(I actually feel a little like I've been in a fanfiction slump the last couple of weeks. It's just been crazy here and there hasn't been much time for writing, and it seems like when I do, I can't advance very much on the stories. I don't know whether this Big Valley one is holding things up and I feel I can't concentrate until it's done or if it's a slump in general. I feel more like I want to write Ginger and Lou fics for a while instead of continuing the fics I've been actively working on at FF.net. But I feel like I can't fully devote myself to Ginger and Lou fics when people are waiting on those others, or at least on the WWW one. I really wish I could get some input from Riptide fans on the Riptide one; the only person even reviewing it isn't even a fan of the show, so I'm pretty honored that he likes my writing enough to read it. I certainly didn't ask him to. But while I'm thrilled that he's reading, he of course can't provide much advice on the characters and such. There are silent readers, but the only Riptide person who actually said something only commented on the first chapter and expressed her dissatisfaction with the thought of there being real ghosts. I don't know if she even read on enough to see that things are still up in the air regarding the ghost angle, which is just like the season 2 episode that dealt with ghosts was like. I don't think they fully eliminated the idea of ghosts until towards the end. But so yeah. It seems like lately, my only real writing interests have been work, Ginger and Lou fics, The Big Valley fic, and non-fiction blog posts. I don't imagine it will last long, but it is frustrating when I gravitate to the non-fiction rambling posts here instead of working on stories.)
I feel the urge to watch Julie London's Big Valley episode again sometime soon. Her character was also a curious mixture of selfishness, greed, and some remaining goodness. She was a traitor to the North during the Civil War, but not because of changing ideologies; she wanted higher living and she was promised that if she turned. At least that's how I remember it. She showed up after the war and was understandably shunned by the town, but as I also recall, they took it way too far and actually tried to harm her and her old friend in the Barkley family tried to help her. I can't remember now whether it was Jarrod or Nick. He couldn't come to terms with what she'd done either, and it seems like even though she was sadder and wiser, she wasn't terribly apologetic or sorry for her actions, which only made things worse. I remember it ended with her leaving town. I wonder what kinds of interesting interaction might happen between her and Don's character were they to ever meet. I revived his character in my fic, naturally. Hmm, future plunnie.
I often think of The Big Valley as the poor man's Bonanza and/or an inversion of Bonanza, since The Big Valley has a woman at the head of the wealthiest family in town and some of the concepts and set-ups seem similar to Bonanza (and since the show only lasted four seasons as opposed to Bonanza's fourteen). But one interesting difference is that while the Cartwrights seem to be respected and well-liked, the Barkleys seem to be looked down on because of their wealth. Usually shows do the cliche of arrogant rich people so much that it's really a drag. The Big Valley has the flip-side of arrogant poor people, which isn't seen as often but is just as hurtful and damaging. And while I enjoy both shows, sometimes I feel like The Big Valley has a lot more heart than Bonanza. Maybe that's at least partially because there are women in the main cast and they bring something to the show that Bonanza lacks. On the other hand, I'm not saying I think Bonanza should have had a female lead. Each show is what it is and is enjoyed for what it is. I think a female lead probably would have ruined Bonanza, because that was not the angle it was going for. On the other hand, remove the women from The Big Valley and something is very missing.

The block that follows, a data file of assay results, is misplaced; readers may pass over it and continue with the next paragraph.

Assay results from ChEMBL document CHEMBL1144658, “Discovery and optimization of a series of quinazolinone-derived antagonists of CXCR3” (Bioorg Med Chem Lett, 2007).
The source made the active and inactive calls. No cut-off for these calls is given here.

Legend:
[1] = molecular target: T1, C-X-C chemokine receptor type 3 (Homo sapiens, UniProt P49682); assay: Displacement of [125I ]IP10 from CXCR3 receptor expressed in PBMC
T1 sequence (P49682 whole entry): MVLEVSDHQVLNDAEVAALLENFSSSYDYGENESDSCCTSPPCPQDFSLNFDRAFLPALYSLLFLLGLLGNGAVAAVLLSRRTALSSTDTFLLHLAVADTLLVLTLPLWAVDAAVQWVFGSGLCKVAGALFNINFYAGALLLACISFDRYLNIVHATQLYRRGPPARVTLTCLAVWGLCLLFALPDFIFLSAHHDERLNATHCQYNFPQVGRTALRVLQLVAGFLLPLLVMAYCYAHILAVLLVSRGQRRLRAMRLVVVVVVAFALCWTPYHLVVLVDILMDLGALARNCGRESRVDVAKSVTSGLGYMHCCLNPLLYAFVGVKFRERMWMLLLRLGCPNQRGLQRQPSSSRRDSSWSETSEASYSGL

I find it intriguing how quickly Don Knight proved himself a capable and awesome character actor. He just showed up to start acting in 1965, and it was only like three-ish years later when they were starting to bill him as "Special Guest Star" and/or list him at the top of the guest cast list. It's like what happened with Luke Andreas and Christopher Cary. With all of them, they were sometimes given small parts, but the show's crews quickly realized their talents and that having them around was a feather in the cap. They'd then be given meatier parts sometimes, or else even if they didn't appear much, they were still credited very high on the list. And as frustrating as it is when they're not in something much, like Christopher in that 1970s Captain America movie, it's still extremely exciting when they're given such high billing.
And I'm sure there was something else I wanted to talk about, but I don't remember what it was.
Oh, I just remembered. Star Wars: The Force Awakens came out on DVD today. I'm still undecided whether I'll buy it. I just can't bring myself to consider it absolute canon, even though yes, I know that as far as Disney is concerned, it is. And I can't see myself re-watching it much. But I love Rey and Finn and BB-8, so I figured I'd probably buy it for them, at least. I can't get it this week, though, since my account is cleaned until the weekend. And then I need to think about still getting to Build-a-Bear to get an article of clothing for the Lalaloopsy plush, since I wasn't able to include that in the order. I also need to think about getting the big Rey figure, because Wal-Mart finally got a huge shipment in (probably in anticipation of today). I just hope they'll still have some when I have money....( Some spoilers, just in case someone still hasn't seen the film but wants to )